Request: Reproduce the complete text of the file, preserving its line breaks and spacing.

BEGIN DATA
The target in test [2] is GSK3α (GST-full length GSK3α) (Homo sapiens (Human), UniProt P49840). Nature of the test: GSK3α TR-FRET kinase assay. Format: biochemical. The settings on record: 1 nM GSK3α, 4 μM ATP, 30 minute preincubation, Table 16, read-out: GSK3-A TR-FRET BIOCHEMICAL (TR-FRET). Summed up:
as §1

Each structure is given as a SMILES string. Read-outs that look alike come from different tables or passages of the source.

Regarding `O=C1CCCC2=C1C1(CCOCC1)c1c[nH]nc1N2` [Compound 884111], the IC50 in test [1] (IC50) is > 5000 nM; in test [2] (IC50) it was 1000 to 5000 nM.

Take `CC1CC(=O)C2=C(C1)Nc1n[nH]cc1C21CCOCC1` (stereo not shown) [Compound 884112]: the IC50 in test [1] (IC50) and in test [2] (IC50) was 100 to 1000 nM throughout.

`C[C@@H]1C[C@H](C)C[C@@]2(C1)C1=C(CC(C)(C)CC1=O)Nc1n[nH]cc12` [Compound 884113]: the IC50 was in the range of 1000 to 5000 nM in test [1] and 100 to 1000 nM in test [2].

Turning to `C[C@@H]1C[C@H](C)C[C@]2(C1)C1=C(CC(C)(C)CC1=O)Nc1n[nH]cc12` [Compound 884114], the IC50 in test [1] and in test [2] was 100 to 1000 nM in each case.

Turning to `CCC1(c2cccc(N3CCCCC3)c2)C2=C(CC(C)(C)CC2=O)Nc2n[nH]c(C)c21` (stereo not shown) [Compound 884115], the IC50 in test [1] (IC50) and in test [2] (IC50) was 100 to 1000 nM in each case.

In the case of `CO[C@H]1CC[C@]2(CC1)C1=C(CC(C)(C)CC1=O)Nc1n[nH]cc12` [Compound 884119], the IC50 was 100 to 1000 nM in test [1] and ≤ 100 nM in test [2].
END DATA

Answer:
The target in test [2] is GSK3α (GST-full length GSK3α) (Homo sapiens (Human), UniProt P49840). Nature of the test: GSK3α TR-FRET kinase assay. Format: biochemical. The settings on record: 1 nM GSK3α, 4 μM ATP, 30 minute preincubation, Table 16, read-out: GSK3-A TR-FRET BIOCHEMICAL (TR-FRET). Summed up:
as §1

Each structure is given as a SMILES string. Read-outs that look alike come from different tables or passages of the source.

Regarding `O=C1CCCC2=C1C1(CCOCC1)c1c[nH]nc1N2` [Compound 884111], the IC50 in test [1] (IC50) is > 5000 nM; in test [2] (IC50) it was 1000 to 5000 nM.

Take `CC1CC(=O)C2=C(C1)Nc1n[nH]cc1C21CCOCC1` (stereo not shown) [Compound 884112]: the IC50 in test [1] (IC50) and in test [2] (IC50) was 100 to 1000 nM throughout.

`C[C@@H]1C[C@H](C)C[C@@]2(C1)C1=C(CC(C)(C)CC1=O)Nc1n[nH]cc12` [Compound 884113]: the IC50 was in the range of 1000 to 5000 nM in test [1] and 100 to 1000 nM in test [2].

Turning to `C[C@@H]1C[C@H](C)C[C@]2(C1)C1=C(CC(C)(C)CC1=O)Nc1n[nH]cc12` [Compound 884114], the IC50 in test [1] and in test [2] was 100 to 1000 nM in each case.

Turning to `CCC1(c2cccc(N3CCCCC3)c2)C2=C(CC(C)(C)CC2=O)Nc2n[nH]c(C)c21` (stereo not shown) [Compound 884115], the IC50 in test [1] (IC50) and in test [2] (IC50) was 100 to 1000 nM in each case.

In the case of `CO[C@H]1CC[C@]2(CC1)C1=C(CC(C)(C)CC1=O)Nc1n[nH]cc12` [Compound 884119], the IC50 was 100 to 1000 nM in test [1] and ≤ 100 nM in test [2].